Rep. Glenn 'GT' Thompson, Chairman of the House Agriculture Committee's Subcommittee on Conservation, Energy, and Forestry, held a public hearing to review the U.S. Forest Service's proposal to manage groundwater resources on Natural Forest System land.
Lucas Sends Letter to USDA Chief
Tamara Hinton (202) 225-0184
WASHINGTON – Today, Ranking Member Frank Lucas sent a letter to the Secretary of Agriculture, Tom Vilsack, expressing great concern about the Obama administration’s position on eliminating direct payments to producers. Tuesday night, in his address to a joint session of the 111th Congress, President Obama called for ending direct payments. This comes just days after Secretary Vilsack made a speech to a joint meeting of the National Association of Wheat Growers and the U.S. Wheat Associates Boards advising farmers that they should be thinking about developing other sources of income rather than direct payments.
“I have real concerns about this administration’s position on eliminating direct payments to our producers, which would be detrimental to their livelihoods. Our farmers and ranchers are some of the hardest working people in the U.S. and they are struggling to make a living in a difficult economy. Yet, it’s clear that both Secretary Vilsack and President Obama don’t understand the problems facing our agriculture community. And, they absolutely don’t understand how important rural communities are to our economy,” said Ranking Member Frank Lucas.
The complete letter to Sec. Vilsack is included below.
February 25, 2009
The Honorable Tom Vilsack
Secretary of Agriculture
Room 200-A Jamie L. Whitten Building
1400 Independence Avenue, S.E
Washington, DC 20250
Dear Secretary Vilsack,
It is with great concern that I write to you about the administration’s clear position on
eliminating direct payments to our producers. It also seems clear that during an economic crisis,
this administration is intent on helping everyone, but those who live and work in rural America.
Quite frankly, I expected more from an administration that claims to champion the cause of
economic recovery for all.
Last night, President Obama told the American people that they “don’t need to hear another list
of statistics to know that our economy is in crisis because [they] live it every day.” That is true
for our farmers and ranchers who live in rural America. They are some of the hardest working
people in the country and they are, indeed, struggling to make a living every day. However, it
seems that you and the administration are not; and that you, in fact, do need to hear a list of
statistics. Those statistics are called commodity prices. And, in case you were not aware, their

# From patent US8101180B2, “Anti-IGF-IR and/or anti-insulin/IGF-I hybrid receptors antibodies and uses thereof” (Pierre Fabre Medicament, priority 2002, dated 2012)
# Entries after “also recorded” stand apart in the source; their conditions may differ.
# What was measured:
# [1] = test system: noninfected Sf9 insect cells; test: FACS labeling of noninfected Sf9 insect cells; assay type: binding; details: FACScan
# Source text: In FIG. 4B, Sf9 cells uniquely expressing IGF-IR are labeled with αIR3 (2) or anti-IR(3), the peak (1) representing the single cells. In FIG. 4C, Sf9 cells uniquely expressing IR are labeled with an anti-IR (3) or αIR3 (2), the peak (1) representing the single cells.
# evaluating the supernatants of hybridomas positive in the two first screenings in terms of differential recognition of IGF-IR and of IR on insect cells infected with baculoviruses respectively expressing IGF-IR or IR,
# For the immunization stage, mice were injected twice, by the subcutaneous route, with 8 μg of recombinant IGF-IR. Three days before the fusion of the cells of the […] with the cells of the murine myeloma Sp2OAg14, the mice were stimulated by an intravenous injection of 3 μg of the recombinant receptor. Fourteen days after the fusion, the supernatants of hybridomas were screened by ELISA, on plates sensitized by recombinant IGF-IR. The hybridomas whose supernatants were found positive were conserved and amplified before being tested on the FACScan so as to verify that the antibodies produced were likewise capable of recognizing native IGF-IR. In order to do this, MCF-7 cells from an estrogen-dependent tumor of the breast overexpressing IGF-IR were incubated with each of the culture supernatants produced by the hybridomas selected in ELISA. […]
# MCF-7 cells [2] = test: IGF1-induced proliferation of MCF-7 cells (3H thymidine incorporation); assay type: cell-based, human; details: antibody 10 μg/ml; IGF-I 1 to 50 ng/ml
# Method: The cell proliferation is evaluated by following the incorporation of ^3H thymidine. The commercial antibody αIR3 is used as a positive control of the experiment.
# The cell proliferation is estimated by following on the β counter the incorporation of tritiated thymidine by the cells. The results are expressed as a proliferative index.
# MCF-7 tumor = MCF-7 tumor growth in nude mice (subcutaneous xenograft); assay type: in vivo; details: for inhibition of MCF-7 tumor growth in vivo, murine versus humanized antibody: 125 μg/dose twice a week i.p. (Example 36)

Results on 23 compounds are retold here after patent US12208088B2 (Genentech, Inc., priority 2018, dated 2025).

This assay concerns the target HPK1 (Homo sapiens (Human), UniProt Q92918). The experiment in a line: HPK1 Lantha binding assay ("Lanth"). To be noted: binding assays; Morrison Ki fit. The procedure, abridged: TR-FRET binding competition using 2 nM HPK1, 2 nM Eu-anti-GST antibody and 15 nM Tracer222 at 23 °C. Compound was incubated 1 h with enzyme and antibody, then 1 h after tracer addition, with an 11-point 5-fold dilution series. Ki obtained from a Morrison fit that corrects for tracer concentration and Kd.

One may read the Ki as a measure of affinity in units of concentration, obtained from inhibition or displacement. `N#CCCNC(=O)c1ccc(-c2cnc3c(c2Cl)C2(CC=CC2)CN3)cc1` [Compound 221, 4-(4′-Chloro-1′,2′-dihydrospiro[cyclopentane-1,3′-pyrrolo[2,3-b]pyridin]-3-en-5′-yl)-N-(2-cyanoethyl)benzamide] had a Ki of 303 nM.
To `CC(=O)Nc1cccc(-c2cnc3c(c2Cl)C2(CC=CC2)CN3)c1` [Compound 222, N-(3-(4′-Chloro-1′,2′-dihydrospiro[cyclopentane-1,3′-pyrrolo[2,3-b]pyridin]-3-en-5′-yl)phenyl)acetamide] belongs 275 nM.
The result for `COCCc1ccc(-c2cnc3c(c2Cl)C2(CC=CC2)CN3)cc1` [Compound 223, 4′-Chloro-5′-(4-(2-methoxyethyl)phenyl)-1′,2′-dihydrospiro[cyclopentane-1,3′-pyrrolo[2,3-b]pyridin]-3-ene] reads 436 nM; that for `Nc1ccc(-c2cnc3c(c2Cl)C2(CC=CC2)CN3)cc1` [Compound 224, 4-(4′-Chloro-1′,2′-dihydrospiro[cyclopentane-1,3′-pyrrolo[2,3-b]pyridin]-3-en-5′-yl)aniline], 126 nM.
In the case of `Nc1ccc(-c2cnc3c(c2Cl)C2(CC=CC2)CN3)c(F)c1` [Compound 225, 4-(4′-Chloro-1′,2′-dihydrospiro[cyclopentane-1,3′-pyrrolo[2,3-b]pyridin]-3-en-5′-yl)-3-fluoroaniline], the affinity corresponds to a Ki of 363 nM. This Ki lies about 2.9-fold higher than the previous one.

trends are captured on the futures market, not the stock market. To give you a recap, commodity
prices have dropped significantly over the last year. And, the agriculture community has
nervously watched this price drop while inputs have stayed the same or increased.
At a time when the USDA recently reported that U.S. net farm income is down 20% from last
year, it is irresponsible to even think of eliminating the one stable form of support for our
producers. The economic crisis that now befalls our entire country is not just limited to the East
and West coasts, to the bankers and mortgage houses, but it grips the farmers and rural
communities that are the backbone of this great country. Our producers use these direct
payments to get credit for their whole operations. Direct payments allow farmers to show
bankers and Farm Credit that they have the income to repay their loans. And, direct payments
provide producers with the flexibility to respond to market signals when choosing crops.
My goal for American agriculture is simple: I want the farmers and ranchers of this country to
continue to provide all Americans with the safest, most abundant food, feed, fiber and even fuel
supply in the world. I do not think, especially during these dark days of our economy, it is time
to be tinkering around with the most stable component of our farm safety net. It is not the time
to be risking our farmers’ livelihoods to pay for the mistakes of a few in other sectors of our
economy. Instead, producers need to know that they can continue to rely on direct payments as a
proven and stable economic base in uncertain times.
I urge you to rethink your position on eliminating direct payments to our farmers and ranchers.
As you begin your tenure as Secretary of Agriculture, it is critically important that you protect
the resources and progress that we have made in the last three farm bills.
Frank D. Lucas